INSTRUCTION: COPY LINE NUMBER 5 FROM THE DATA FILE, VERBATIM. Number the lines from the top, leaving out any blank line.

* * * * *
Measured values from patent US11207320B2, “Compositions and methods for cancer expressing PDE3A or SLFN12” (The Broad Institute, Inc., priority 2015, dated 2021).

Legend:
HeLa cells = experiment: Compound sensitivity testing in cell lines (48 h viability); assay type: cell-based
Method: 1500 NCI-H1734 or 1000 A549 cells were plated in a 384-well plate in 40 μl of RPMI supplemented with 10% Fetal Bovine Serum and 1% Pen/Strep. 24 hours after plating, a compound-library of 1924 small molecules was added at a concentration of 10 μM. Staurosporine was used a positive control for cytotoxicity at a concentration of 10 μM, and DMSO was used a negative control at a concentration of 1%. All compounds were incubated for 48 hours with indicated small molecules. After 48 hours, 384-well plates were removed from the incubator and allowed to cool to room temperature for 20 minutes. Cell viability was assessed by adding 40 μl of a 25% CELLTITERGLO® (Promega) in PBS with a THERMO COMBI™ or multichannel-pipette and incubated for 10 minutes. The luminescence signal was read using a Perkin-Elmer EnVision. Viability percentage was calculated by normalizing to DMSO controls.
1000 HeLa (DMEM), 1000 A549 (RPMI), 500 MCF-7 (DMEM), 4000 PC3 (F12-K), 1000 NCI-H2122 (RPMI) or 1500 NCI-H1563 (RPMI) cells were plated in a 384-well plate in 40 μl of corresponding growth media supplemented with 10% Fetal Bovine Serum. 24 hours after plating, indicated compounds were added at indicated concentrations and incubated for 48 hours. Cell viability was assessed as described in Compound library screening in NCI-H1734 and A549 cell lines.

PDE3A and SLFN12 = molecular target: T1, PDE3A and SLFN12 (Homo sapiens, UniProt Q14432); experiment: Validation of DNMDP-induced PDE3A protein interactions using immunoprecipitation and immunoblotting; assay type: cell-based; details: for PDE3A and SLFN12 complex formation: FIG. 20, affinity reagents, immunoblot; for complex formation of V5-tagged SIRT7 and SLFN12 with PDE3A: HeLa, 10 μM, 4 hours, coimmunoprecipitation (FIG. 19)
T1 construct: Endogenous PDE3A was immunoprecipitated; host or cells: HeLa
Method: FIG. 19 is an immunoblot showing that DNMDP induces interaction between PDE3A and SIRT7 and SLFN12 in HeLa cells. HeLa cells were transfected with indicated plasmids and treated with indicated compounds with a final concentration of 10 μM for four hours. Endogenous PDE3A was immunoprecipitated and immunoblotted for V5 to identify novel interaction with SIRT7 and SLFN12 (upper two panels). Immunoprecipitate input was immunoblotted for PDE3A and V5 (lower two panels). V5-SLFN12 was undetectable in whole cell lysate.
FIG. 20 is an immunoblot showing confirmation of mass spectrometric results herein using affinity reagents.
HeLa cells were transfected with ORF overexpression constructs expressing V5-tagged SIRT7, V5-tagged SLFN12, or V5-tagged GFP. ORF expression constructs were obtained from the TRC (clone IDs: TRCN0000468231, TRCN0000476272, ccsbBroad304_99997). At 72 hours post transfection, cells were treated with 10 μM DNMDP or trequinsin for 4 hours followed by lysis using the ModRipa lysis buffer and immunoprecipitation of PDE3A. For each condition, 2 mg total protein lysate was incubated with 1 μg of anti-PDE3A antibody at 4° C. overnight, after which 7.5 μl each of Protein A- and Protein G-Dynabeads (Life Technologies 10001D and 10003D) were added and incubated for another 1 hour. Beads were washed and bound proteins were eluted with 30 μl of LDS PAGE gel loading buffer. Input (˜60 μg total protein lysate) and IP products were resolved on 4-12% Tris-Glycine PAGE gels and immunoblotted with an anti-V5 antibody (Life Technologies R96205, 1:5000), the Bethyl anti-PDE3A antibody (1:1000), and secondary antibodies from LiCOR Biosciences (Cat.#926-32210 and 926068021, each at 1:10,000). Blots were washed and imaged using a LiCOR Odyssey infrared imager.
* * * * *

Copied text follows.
1000 HeLa (DMEM), 1000 A549 (RPMI), 500 MCF-7 (DMEM), 4000 PC3 (F12-K), 1000 NCI-H2122 (RPMI) or 1500 NCI-H1563 (RPMI) cells were plated in a 384-well plate in 40 μl of corresponding growth media supplemented with 10% Fetal Bovine Serum. 24 hours after plating, indicated compounds were added at indicated concentrations and incubated for 48 hours. Cell viability was assessed as described in Compound library screening in NCI-H1734 and A549 cell lines.